Chemical structure of the coordination polymer from benzotriazolate and copper(I), the active ingredient in the BT-derived corrosion inhibition.

Drug precursor[]

Benzotriazole derivatives have chemical and biological properties that are versatile in the pharmaceutical industry. Benzotriazole derivatives act as agonists for many proteins. For instance, vorozole and alizapride have useful inhibitory properties against different proteins and benzotriazole esters have been reported to work as mechanism-based inactivators for severe acute respiratory syndrome (SARS) 3CL protease. The methodology is not only limited to heterocyclization but was also successful for polynuclear hydrocarbons of small carbocyclic systems.[11]

Environmental relevance[]

Benzotriazole is fairly water-soluble, not readily degradable and has a limited sorption tendency. Hence, it is only partly removed in wastewater treatment plants and a substantial fraction reaches surface water such as rivers and lakes.[12] It is considered to be of low toxicity and a low health hazard to humans although exhibiting some antiestrogenic properties.[13]


  1. ^ chemdat.info Archived 2008-10-26 at the Wayback Machine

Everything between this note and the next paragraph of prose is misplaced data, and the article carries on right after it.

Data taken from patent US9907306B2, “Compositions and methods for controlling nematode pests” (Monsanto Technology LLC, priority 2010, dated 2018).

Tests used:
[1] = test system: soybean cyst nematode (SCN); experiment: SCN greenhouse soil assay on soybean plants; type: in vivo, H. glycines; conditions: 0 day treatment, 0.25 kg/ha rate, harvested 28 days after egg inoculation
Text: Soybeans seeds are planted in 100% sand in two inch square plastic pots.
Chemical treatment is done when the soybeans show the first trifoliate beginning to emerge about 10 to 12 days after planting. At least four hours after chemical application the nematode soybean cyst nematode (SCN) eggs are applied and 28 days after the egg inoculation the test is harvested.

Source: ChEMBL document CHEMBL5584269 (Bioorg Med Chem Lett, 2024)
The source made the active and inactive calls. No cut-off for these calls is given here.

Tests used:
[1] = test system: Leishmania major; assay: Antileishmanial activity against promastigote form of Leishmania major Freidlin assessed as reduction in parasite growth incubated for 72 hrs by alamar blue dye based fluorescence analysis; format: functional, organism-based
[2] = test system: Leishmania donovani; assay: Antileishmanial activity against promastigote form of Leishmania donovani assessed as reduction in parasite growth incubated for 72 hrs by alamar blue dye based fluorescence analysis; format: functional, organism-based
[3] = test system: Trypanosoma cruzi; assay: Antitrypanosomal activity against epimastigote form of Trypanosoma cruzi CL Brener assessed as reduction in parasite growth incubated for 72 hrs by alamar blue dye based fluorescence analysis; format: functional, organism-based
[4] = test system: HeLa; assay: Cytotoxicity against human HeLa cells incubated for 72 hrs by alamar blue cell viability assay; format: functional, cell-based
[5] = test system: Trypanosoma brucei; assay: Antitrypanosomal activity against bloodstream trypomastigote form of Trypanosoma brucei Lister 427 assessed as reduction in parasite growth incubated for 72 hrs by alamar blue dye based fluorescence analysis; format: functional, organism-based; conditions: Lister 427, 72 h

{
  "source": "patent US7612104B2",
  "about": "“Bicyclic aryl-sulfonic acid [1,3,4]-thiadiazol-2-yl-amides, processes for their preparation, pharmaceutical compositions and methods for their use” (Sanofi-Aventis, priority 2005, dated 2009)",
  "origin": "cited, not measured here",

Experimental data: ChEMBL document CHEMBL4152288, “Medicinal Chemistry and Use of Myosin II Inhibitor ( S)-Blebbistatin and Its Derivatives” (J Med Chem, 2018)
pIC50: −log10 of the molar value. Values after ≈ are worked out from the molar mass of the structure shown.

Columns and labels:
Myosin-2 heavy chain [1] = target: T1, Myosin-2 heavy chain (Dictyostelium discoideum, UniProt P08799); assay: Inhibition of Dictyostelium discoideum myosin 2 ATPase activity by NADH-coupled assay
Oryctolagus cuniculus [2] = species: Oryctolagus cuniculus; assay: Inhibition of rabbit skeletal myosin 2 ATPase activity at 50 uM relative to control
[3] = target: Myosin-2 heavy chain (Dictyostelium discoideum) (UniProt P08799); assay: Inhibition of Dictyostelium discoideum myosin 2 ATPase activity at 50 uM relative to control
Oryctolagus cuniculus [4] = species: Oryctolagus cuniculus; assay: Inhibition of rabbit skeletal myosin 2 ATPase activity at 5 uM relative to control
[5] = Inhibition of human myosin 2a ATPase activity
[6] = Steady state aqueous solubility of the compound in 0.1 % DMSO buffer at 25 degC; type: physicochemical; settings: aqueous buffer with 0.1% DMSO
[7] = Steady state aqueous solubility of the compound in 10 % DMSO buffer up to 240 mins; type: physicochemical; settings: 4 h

2. ^ a b c 1H-Benzotriazole Archived September 27, 2007, at the Wayback Machine, SRC PhysProp Database
  3. ^ a b Katritzky, A. R.; Rachwal S.; Hitchings G. J. (14 January 1991). "Benzotriazole: A novel synthetic auxiliary". Tetrahedron. 47 (16–17): 2683–2732. doi:10.1016/S0040-4020(01)87080-0.
  4. ^ a b c d Katritzky, A. R. "Adventures with Benzotriazole" (PDF). Lecture presented at various locations in 2002. Florida Center for Heterocyclic CompoundsFor. Archived from the original (PDF) on 26 April 2012. Retrieved 23 November 2011.
  5. ^ a b c Sease, Catherine (May 1978). "Benzotriazole: A Review for Conservators". Studies in Conservation. 2. 23 (2): 76–85. doi:10.2307/1505798. JSTOR 1505798.
  6. ^ Robert A. Smiley "Phenylene- and Toluenediamines" in Ullmann's Encyclopedia of Industrial Chemistry, 2002, Wiley-VCH, Weinheim. doi:10.1002/14356007.a19_405